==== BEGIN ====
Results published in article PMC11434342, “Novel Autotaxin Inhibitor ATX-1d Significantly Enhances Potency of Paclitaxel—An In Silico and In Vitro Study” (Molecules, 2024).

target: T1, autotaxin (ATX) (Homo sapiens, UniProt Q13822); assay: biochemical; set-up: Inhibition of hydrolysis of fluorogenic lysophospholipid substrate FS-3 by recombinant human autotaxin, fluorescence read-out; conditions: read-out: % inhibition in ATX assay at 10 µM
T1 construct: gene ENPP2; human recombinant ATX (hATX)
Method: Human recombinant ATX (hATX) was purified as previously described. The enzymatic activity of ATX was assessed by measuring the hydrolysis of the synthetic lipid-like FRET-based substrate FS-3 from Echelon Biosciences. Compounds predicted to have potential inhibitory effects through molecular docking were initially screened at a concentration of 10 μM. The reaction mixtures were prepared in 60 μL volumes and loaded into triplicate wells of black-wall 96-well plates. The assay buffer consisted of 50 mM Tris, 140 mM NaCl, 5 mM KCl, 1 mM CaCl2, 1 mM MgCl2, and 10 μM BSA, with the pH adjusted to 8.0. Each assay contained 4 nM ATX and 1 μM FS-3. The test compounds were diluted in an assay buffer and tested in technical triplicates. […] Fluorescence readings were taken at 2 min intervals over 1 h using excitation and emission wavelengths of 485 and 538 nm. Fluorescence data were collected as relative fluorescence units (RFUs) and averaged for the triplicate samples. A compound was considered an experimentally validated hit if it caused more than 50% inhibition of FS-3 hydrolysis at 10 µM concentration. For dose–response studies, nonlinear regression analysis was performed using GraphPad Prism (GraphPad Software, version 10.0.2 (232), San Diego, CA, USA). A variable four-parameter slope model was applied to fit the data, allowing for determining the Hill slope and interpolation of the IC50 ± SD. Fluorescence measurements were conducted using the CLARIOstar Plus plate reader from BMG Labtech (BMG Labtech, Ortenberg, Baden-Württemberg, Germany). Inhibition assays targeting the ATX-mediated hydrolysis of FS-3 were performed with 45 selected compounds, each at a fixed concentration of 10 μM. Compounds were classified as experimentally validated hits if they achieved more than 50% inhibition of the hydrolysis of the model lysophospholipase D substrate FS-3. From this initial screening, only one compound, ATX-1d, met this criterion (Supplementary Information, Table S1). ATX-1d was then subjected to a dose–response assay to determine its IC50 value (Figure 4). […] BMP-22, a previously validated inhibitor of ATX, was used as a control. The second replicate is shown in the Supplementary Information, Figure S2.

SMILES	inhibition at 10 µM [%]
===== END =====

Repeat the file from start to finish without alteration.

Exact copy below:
Results published in article PMC11434342, “Novel Autotaxin Inhibitor ATX-1d Significantly Enhances Potency of Paclitaxel—An In Silico and In Vitro Study” (Molecules, 2024).

target: T1, autotaxin (ATX) (Homo sapiens, UniProt Q13822); assay: biochemical; set-up: Inhibition of hydrolysis of fluorogenic lysophospholipid substrate FS-3 by recombinant human autotaxin, fluorescence read-out; conditions: read-out: % inhibition in ATX assay at 10 µM
T1 construct: gene ENPP2; human recombinant ATX (hATX)
Method: Human recombinant ATX (hATX) was purified as previously described. The enzymatic activity of ATX was assessed by measuring the hydrolysis of the synthetic lipid-like FRET-based substrate FS-3 from Echelon Biosciences. Compounds predicted to have potential inhibitory effects through molecular docking were initially screened at a concentration of 10 μM. The reaction mixtures were prepared in 60 μL volumes and loaded into triplicate wells of black-wall 96-well plates. The assay buffer consisted of 50 mM Tris, 140 mM NaCl, 5 mM KCl, 1 mM CaCl2, 1 mM MgCl2, and 10 μM BSA, with the pH adjusted to 8.0. Each assay contained 4 nM ATX and 1 μM FS-3. The test compounds were diluted in an assay buffer and tested in technical triplicates. […] Fluorescence readings were taken at 2 min intervals over 1 h using excitation and emission wavelengths of 485 and 538 nm. Fluorescence data were collected as relative fluorescence units (RFUs) and averaged for the triplicate samples. A compound was considered an experimentally validated hit if it caused more than 50% inhibition of FS-3 hydrolysis at 10 µM concentration. For dose–response studies, nonlinear regression analysis was performed using GraphPad Prism (GraphPad Software, version 10.0.2 (232), San Diego, CA, USA). A variable four-parameter slope model was applied to fit the data, allowing for determining the Hill slope and interpolation of the IC50 ± SD. Fluorescence measurements were conducted using the CLARIOstar Plus plate reader from BMG Labtech (BMG Labtech, Ortenberg, Baden-Württemberg, Germany). Inhibition assays targeting the ATX-mediated hydrolysis of FS-3 were performed with 45 selected compounds, each at a fixed concentration of 10 μM. Compounds were classified as experimentally validated hits if they achieved more than 50% inhibition of the hydrolysis of the model lysophospholipase D substrate FS-3. From this initial screening, only one compound, ATX-1d, met this criterion (Supplementary Information, Table S1). ATX-1d was then subjected to a dose–response assay to determine its IC50 value (Figure 4). […] BMP-22, a previously validated inhibitor of ATX, was used as a control. The second replicate is shown in the Supplementary Information, Figure S2.

SMILES	inhibition at 10 µM [%]